PERFECT MARKETS AND THE WORLD OF TRUTH
In his widely read guide to economics—The Undercover Economist—Tim Harford writes:
In a free market, people don’t buy things that are worth less to them than the asking price. And people don’t sell things that are worth more to them the asking price. … The reason is simple: nobody is forcing them to, which means that most transactions that happen in a free market improve efficiency, because they make both parties better off—or at least not worse off–and don’t harm anyone else.
The chapter of his book called “Perfect Markets and the ‘World of Truth'” is the starting point and the end point of the next block of lectures in our course Economics for Everyone. Harford is describing both the power of markets, and the potential for their failures, big and small.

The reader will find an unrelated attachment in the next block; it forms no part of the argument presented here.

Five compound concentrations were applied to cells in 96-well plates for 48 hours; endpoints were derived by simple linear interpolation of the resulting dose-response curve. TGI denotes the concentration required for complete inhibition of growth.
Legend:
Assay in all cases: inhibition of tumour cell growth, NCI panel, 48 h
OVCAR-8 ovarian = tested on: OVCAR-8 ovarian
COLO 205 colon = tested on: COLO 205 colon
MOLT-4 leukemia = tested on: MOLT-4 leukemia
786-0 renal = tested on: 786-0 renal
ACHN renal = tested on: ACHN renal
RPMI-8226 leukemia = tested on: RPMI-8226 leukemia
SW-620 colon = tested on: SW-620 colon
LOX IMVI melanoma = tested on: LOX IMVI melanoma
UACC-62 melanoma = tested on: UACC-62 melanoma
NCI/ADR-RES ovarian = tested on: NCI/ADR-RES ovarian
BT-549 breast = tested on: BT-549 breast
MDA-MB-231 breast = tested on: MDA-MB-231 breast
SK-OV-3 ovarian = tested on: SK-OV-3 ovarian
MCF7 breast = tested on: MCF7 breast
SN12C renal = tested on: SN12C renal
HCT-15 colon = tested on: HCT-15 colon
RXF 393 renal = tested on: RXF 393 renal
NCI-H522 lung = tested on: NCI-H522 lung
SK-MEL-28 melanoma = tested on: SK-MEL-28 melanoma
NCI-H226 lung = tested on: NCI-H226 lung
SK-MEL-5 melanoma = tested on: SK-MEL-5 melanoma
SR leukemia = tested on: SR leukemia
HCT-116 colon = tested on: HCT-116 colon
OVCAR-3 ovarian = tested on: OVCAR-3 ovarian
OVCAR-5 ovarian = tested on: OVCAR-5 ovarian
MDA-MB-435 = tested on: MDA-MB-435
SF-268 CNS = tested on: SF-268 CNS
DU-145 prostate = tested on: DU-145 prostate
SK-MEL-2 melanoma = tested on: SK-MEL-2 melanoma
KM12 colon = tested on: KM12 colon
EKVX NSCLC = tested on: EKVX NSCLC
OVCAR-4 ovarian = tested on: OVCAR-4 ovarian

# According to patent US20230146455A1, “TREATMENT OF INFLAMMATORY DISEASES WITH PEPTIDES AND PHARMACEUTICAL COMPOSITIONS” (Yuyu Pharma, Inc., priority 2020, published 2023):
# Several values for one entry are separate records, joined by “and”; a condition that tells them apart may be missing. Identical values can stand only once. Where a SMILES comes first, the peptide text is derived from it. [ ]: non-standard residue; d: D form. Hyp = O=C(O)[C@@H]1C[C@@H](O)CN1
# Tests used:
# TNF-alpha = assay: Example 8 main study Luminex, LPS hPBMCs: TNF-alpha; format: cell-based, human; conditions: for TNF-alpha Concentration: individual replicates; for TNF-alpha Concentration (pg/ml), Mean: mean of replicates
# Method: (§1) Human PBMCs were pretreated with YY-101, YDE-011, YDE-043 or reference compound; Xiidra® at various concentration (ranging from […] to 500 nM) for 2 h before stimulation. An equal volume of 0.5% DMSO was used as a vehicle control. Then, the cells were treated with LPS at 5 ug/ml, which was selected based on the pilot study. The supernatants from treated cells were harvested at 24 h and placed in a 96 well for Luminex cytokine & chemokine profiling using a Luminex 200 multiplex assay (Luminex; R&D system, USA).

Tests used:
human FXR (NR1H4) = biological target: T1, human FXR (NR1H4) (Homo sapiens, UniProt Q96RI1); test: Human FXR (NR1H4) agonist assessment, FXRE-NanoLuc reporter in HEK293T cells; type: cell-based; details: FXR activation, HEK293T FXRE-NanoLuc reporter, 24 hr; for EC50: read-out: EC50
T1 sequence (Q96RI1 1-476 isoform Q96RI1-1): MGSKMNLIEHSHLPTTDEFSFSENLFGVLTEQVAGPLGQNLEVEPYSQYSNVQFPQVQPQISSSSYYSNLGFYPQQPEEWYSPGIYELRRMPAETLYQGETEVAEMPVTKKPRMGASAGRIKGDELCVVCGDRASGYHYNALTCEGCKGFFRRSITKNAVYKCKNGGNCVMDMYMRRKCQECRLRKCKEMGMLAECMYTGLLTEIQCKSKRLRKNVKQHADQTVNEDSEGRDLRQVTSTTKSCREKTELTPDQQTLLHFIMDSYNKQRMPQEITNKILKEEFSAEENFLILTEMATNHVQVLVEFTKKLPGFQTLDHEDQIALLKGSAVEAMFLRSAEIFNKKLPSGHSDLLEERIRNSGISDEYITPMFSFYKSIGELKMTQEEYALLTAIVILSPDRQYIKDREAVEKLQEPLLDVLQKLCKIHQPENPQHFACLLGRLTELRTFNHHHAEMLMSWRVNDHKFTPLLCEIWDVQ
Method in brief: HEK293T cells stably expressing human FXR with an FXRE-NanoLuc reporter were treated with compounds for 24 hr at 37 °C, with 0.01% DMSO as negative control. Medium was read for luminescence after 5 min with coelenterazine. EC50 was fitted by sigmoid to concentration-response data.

He is describing what economics call the two fundamental theorems of welfare economics, and in order to do so he has to explore the determination of relative prices, the neoclassical theory of value.
In perfectly competitive markets we can describe the determination of prices in terms of demand and supply curves. And so we have to develop a facility in using these tools to understand how markets work, how they are sometimes manipulated for better or for worse, and how they may fail in a way that can rationalize a role for public policy.
Chapter 8 of the textbook has a particularly nice presentation of the issues and concepts we have as our learning objectives for these two lectures. In particular, watch this interview of a researcher who set out to explore the Fulton Fish Market in Manhattan to see how close it came to a perfectly competitive market.
Download the presentation for the next couple of lectures, and keep reading!